As I took the exam around the Black Hat and DEFCON period, it ended up being an excruciating 6-day wait from the time I submitted the exam report until the time I got the results.
Plan, Plan, Plan.
The most important, perhaps. Your routine should be somewhat systematic down to a nail from the practice you had obtained in the labs – scan, enumerate, discover vulnerabilities, find exploits and then take action. Rinse and repeat. While 24 hours may seem like a lot of time, planning for what I needed to do and staying organised definitely helped me stay focused during the exam instead of having to constantly go around finding notes on how I could go about doing some of these activities. Keeping notes and commands definitely goes a long way.
Definitely, also ensure that there are no technical issues with your Kali VM, that there will be no expected power loss or scheduled maintenance by your ISP. While this may seem somewhat strange to put here, I think it’s an important aspect as the exam takes place on your premises and your equipment. Right before my exam, I realised that my Kali VM was not able to establish internet connection (required for the VPN session to perform the exam), which caused me to panic a little while troubleshooting. Definitely not the kind of thing you want to be worrying about on exam day.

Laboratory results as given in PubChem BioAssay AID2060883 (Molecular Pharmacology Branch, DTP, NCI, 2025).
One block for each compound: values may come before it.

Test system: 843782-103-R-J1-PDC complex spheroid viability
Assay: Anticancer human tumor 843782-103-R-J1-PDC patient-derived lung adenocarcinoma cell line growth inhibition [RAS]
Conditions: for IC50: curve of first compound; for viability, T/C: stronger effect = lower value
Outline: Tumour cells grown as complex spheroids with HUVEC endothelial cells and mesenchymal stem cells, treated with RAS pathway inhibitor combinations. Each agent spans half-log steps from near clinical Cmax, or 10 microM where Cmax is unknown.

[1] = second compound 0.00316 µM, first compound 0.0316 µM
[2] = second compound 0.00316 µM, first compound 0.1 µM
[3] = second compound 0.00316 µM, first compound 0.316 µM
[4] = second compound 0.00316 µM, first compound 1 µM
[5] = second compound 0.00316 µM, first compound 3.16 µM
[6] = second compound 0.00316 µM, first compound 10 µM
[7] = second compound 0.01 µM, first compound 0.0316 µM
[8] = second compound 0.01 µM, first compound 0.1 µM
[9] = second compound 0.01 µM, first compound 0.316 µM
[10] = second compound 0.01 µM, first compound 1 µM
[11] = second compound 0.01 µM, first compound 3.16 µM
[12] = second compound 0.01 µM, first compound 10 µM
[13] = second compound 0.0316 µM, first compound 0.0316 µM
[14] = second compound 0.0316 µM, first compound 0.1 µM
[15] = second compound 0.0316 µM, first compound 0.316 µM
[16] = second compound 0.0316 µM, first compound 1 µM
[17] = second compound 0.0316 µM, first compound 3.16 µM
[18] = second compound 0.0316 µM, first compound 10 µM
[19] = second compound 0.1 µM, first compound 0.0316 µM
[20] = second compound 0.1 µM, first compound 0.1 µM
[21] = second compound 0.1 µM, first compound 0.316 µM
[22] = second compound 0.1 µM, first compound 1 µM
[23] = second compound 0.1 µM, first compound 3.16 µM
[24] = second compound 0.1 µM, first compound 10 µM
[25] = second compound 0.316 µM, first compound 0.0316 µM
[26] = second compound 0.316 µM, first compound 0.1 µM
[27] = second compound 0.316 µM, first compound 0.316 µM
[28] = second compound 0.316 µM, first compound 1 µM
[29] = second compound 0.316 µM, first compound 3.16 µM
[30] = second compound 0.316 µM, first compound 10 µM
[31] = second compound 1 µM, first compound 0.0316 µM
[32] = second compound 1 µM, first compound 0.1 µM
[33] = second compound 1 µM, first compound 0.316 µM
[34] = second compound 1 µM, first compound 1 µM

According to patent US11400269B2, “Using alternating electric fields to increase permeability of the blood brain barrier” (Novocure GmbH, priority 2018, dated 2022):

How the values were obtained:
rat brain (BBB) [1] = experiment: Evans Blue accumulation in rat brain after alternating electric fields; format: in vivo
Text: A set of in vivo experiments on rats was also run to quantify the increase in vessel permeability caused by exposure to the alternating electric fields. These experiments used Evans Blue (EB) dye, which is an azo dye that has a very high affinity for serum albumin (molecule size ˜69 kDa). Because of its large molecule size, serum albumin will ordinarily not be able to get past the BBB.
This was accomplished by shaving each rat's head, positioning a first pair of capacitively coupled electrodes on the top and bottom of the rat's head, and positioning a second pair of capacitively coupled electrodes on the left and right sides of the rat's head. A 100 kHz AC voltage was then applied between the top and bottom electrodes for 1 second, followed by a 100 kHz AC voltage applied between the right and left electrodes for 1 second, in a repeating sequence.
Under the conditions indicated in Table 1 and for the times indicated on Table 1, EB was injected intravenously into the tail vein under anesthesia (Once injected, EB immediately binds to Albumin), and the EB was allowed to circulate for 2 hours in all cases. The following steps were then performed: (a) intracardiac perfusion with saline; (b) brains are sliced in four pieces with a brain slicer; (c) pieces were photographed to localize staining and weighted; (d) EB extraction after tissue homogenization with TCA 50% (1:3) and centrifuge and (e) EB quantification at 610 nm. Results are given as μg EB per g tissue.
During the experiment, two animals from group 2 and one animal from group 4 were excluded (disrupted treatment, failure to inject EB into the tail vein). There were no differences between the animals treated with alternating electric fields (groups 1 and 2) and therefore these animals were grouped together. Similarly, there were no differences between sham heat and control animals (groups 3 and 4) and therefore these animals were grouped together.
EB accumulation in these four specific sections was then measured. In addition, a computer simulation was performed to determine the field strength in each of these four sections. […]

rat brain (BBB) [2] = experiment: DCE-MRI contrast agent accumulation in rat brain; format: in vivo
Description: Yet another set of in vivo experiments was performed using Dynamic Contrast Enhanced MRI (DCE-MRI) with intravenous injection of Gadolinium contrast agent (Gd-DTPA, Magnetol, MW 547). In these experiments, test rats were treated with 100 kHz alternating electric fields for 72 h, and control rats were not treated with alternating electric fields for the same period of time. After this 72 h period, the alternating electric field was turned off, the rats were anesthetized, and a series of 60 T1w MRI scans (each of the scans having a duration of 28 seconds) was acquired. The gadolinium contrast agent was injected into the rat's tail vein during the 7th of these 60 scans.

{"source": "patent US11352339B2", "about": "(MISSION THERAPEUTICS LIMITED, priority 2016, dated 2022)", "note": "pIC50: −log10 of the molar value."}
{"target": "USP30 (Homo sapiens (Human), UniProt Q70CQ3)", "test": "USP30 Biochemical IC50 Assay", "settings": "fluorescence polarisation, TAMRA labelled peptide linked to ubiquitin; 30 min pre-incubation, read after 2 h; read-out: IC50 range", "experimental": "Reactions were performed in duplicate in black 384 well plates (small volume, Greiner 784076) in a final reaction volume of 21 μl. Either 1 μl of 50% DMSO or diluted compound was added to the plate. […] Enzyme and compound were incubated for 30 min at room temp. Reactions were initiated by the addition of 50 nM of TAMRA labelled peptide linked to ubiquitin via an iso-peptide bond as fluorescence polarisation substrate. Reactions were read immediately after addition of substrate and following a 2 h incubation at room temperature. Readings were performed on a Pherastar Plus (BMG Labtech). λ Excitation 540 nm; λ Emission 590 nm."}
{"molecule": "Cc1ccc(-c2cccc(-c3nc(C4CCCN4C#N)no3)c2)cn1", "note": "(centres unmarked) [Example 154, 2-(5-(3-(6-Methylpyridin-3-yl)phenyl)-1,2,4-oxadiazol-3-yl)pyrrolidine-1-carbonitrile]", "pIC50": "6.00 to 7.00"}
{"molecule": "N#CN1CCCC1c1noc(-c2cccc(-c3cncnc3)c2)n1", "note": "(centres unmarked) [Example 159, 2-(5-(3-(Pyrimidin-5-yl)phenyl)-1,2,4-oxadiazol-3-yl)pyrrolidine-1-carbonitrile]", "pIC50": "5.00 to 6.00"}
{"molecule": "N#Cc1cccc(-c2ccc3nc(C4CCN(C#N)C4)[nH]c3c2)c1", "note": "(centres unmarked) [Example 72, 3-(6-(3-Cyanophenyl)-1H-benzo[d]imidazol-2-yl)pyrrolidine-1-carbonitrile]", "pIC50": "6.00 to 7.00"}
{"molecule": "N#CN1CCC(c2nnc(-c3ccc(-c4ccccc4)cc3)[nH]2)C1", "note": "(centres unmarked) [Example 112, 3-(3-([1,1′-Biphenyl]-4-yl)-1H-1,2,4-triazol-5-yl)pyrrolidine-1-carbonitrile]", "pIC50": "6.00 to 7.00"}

Try Harder. Or Try Smarter.
Know which exploits you should try, and which you should not work too much on. Due to the nature of the exam, there are some red herrings which may seem possible, but in actual fact are not exploitable, or the exploit cannot be re-written in a way to suit your requirements.
Especially while looking for exploits, some of them are way too technical in nature (even for me) that I was having trouble understanding what they did, or what the exploit code even does. It would be good to get a good understanding of the vulnerability (such as through CVE-IDs, or blog/forum posts by security researchers) prior to spending time on an exploit code that may or may not work to your content. Ultimately, again, I think this also goes down to planning. Spending a few minutes on researching exploits is just as important as being able to perform the exploit yourself. Open source intelligence (OSINT) is a part of the OSCP, after all.
With all that’s said, I wish any would-be OSCP takers all the best in their journey. This has been an experience unlike any other. One where I found myself wanting to smash my head against the wall many a times (figuratively). But, it has also been an experience of discovery and a test of perseverance. I definitely learnt a lot throughout the whole process, and would not hesitate to take the other Offensive Security courses which introduce more advanced concepts.
Thank you for your time in reading this somewhat lengthy blog post!